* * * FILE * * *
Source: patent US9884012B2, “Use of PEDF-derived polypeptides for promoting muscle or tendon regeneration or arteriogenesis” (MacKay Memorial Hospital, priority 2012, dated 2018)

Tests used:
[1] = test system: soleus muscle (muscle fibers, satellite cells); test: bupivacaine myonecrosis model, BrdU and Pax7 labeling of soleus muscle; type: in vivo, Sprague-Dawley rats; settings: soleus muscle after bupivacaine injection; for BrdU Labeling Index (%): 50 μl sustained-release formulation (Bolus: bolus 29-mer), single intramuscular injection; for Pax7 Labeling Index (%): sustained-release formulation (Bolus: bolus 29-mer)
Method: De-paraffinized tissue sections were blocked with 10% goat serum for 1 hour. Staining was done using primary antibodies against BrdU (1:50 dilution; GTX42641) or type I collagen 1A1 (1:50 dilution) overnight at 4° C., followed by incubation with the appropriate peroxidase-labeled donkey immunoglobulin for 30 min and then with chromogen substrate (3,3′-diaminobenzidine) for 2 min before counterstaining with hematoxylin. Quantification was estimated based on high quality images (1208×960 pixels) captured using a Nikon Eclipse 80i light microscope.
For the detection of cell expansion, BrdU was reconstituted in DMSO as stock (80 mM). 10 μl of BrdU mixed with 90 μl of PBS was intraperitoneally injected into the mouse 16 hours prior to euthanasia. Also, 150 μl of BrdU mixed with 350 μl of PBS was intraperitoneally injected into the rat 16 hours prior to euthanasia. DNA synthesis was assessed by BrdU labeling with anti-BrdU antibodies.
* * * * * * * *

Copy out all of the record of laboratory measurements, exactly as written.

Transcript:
Source: patent US9884012B2, “Use of PEDF-derived polypeptides for promoting muscle or tendon regeneration or arteriogenesis” (MacKay Memorial Hospital, priority 2012, dated 2018)

Tests used:
[1] = test system: soleus muscle (muscle fibers, satellite cells); test: bupivacaine myonecrosis model, BrdU and Pax7 labeling of soleus muscle; type: in vivo, Sprague-Dawley rats; settings: soleus muscle after bupivacaine injection; for BrdU Labeling Index (%): 50 μl sustained-release formulation (Bolus: bolus 29-mer), single intramuscular injection; for Pax7 Labeling Index (%): sustained-release formulation (Bolus: bolus 29-mer)
Method: De-paraffinized tissue sections were blocked with 10% goat serum for 1 hour. Staining was done using primary antibodies against BrdU (1:50 dilution; GTX42641) or type I collagen 1A1 (1:50 dilution) overnight at 4° C., followed by incubation with the appropriate peroxidase-labeled donkey immunoglobulin for 30 min and then with chromogen substrate (3,3′-diaminobenzidine) for 2 min before counterstaining with hematoxylin. Quantification was estimated based on high quality images (1208×960 pixels) captured using a Nikon Eclipse 80i light microscope.
For the detection of cell expansion, BrdU was reconstituted in DMSO as stock (80 mM). 10 μl of BrdU mixed with 90 μl of PBS was intraperitoneally injected into the mouse 16 hours prior to euthanasia. Also, 150 μl of BrdU mixed with 350 μl of PBS was intraperitoneally injected into the rat 16 hours prior to euthanasia. DNA synthesis was assessed by BrdU labeling with anti-BrdU antibodies.